Of Light, Shadow, and Context

I recently read some of my poems at The Writer’s Studio monthly reading series at Cottage Bistro.

One was about an artwork the Artist and I stared at the longest out of all the art we saw on our Europe trip last fall: The Calling of Saint Matthew by Caravaggio in San Luigi dei Francesi, a Catholic church in Rome decorated in the ornate Baroque style.

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At the reading, I mentioned how we typically enjoyed the experience of seeing art in churches more than in museums and galleries for a couple reasons: 1) churches were often less crowded 2) there’s something significant about seeing art in the context it was made for.

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Take Caravaggio’s painting above. The Calling of Saint Matthew is one of three paintings Caravaggio was commissioned to make for a chapel, off to the left side of the nave, dedicated to the disciple. A dramatic swath of light cuts across the canvas, mimicking the way the natural light from the chapel falls on his painting—something Caravaggio was aware of as he was making the work.

Caravaggio’s mastery of chiaroscuro (the effect of contrasted light and shadow) got me noticing dramatic plays of light and shadow across the canvas of Rome.

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I’ve begun thinking about other artworks we saw in churches that wouldn’t be the same if we had seen them on the nondescript walls of a museum or gallery.

The photograph above shows a view of St Peter’s Basilica. Bernini’s soaring four-columned bronze canopy (called a baldachin or, as Rick Steves refers to it, “God’s four-poster bed”) that sits above the altar and below the dome is one such example. As soon as you walk into the massive cathedral, there is so much height and width to feel lost in (it covers 6 acres!) But the relentlessly long nave acts like the shaft of light in Caravaggio’s painting, leading your eye to a focal point.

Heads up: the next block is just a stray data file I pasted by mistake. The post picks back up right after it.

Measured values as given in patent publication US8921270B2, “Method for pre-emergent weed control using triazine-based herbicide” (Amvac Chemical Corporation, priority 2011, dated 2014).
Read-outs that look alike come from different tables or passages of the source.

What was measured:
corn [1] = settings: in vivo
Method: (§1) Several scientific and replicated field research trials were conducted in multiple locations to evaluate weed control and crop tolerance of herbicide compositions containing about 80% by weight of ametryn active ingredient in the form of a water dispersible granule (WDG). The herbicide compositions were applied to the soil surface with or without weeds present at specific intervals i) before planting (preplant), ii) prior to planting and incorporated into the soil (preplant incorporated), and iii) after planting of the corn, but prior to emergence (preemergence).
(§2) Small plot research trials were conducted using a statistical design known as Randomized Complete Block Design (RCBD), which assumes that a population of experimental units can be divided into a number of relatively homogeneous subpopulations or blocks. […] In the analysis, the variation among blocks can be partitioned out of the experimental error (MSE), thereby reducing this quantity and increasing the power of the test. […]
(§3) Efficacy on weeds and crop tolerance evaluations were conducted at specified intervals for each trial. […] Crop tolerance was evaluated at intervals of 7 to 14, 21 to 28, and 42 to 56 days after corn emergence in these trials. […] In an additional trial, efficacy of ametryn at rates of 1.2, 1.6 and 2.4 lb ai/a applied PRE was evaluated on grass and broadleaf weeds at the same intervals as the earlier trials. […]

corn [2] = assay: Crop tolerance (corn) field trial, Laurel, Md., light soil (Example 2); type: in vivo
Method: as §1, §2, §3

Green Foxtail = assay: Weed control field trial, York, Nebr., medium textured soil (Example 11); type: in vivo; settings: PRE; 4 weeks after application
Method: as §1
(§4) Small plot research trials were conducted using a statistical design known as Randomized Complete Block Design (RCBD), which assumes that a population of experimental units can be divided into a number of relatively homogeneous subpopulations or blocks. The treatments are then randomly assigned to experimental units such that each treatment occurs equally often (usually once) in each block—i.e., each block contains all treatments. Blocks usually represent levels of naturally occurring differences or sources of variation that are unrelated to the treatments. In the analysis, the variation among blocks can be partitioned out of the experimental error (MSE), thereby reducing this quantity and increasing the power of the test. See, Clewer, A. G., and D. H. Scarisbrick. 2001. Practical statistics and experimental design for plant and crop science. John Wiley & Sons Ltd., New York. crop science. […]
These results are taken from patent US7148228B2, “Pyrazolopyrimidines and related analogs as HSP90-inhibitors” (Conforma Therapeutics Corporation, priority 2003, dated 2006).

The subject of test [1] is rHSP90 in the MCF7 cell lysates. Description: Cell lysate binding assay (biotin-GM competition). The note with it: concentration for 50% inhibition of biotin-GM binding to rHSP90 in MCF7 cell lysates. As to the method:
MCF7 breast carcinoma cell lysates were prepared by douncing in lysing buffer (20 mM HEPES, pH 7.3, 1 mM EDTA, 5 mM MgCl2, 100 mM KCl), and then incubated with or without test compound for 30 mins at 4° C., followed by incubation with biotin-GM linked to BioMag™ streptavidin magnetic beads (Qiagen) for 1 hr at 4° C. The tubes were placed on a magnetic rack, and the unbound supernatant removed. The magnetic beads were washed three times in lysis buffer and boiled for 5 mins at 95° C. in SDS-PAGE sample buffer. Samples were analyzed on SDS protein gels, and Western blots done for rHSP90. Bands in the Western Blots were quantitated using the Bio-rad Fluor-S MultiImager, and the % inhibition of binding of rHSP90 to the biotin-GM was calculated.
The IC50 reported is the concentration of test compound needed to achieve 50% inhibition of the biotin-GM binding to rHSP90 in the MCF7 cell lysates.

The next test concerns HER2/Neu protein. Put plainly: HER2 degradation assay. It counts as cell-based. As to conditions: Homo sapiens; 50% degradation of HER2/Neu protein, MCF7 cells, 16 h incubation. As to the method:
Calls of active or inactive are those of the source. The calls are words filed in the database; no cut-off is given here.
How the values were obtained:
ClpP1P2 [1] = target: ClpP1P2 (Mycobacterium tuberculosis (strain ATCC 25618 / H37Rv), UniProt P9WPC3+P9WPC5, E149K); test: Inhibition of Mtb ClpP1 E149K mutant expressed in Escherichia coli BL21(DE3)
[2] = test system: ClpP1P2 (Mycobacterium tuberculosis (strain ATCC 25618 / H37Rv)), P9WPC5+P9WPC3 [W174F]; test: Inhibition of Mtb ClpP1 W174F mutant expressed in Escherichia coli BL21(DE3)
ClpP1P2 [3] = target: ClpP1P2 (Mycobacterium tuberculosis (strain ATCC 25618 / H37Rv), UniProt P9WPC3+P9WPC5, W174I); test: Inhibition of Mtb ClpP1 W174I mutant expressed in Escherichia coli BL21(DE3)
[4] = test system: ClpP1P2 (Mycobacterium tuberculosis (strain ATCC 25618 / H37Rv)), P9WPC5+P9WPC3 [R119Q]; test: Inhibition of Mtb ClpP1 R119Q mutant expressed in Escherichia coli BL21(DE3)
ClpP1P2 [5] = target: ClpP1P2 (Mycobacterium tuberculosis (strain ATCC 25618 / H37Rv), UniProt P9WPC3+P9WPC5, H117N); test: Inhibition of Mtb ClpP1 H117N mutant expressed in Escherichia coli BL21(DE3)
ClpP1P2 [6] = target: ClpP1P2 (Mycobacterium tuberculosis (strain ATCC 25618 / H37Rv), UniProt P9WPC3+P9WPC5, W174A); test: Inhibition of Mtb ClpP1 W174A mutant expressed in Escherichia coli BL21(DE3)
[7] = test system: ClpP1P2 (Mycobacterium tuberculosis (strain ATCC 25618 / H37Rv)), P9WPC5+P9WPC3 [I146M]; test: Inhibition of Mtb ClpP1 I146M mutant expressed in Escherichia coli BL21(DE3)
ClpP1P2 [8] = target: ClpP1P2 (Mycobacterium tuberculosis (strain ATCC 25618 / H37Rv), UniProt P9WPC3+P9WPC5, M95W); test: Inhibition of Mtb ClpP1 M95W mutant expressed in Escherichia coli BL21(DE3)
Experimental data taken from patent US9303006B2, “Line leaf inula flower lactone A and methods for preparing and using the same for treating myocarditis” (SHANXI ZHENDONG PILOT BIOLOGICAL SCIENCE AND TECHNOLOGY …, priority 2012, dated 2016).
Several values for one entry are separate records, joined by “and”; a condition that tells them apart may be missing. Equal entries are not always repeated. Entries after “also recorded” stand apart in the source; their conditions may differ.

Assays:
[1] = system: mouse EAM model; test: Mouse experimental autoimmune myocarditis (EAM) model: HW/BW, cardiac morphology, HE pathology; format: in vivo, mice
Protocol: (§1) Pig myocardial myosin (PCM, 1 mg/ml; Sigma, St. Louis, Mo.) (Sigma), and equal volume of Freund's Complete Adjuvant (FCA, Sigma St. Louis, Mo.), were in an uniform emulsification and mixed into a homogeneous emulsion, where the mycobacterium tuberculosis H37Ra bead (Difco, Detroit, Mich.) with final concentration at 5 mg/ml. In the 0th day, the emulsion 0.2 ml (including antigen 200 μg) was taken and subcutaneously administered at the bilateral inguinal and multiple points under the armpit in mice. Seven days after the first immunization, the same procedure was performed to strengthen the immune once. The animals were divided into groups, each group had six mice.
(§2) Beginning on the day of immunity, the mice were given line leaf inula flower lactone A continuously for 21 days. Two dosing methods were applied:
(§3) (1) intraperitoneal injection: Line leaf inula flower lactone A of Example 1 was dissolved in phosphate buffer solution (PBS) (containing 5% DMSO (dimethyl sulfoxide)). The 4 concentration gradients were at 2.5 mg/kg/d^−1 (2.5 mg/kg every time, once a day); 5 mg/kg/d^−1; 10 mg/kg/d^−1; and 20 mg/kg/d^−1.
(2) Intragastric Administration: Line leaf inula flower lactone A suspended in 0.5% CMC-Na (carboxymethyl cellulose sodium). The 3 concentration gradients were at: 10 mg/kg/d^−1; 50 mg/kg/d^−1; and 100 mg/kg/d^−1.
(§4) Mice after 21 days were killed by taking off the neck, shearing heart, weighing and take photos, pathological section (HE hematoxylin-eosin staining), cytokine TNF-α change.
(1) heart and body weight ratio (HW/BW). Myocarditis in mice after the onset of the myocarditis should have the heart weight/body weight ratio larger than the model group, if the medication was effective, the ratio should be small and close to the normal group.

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This seven-story bronze canopy hovers over the Eucharist table, emphasizing the significance of this sacrament and enveloping it in a kind of “holy space” if you will. You get a sense of how big this sculpture is for it not to look dwarfed in the largest church in the world. The canopy connects the congregants gathering around its base to the dome above, lifting your eyes, as cathedrals brilliantly do, towards heaven. The bronze and gold also draw your eye to Bernini’s similarly coloured sculpture in the apse behind, enshrining the chair of St. Peter and the alabaster dove window that turns natural light into artificial rays of gold.

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The Basilica di Santa Maria Gloriosa dei Frari was a treasure chest of artworks and our favourite place for viewing art in Venice. The heroic-scale Titian painting behind the altar beckons you closer, the light flooding in from the windows amplifying the light of glory the Virgin is ascending to.

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Titled the Assumption of the Virgin, this artwork is infused with energy and motion. All gestures lead your eye up—from the earthbound apostles with reaching hands to the putti’s arms holding the cloud and to Mary’s raised arms. Notice how the colours do this too. Titian forms the base of a triangle out of the red-clothed apostles on the ground (Peter and John), with Mary in red as the apex, emphasizing her translation from earth to heaven.

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Photo by Didier Descouens from Wikipedia.

Even the shape of the painting, with its rounded top, mimics the choir-screen arch you see when standing in the centre of the nave. So much intentionality. I love this consideration between art and space and wish the experience of stepping into modern churches was as inspiring.

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What art have you seen that wouldn’t be the same in any other space? Maybe you’ve come across it in a church, or maybe it was in a gallery or museum. I’d love to hear!

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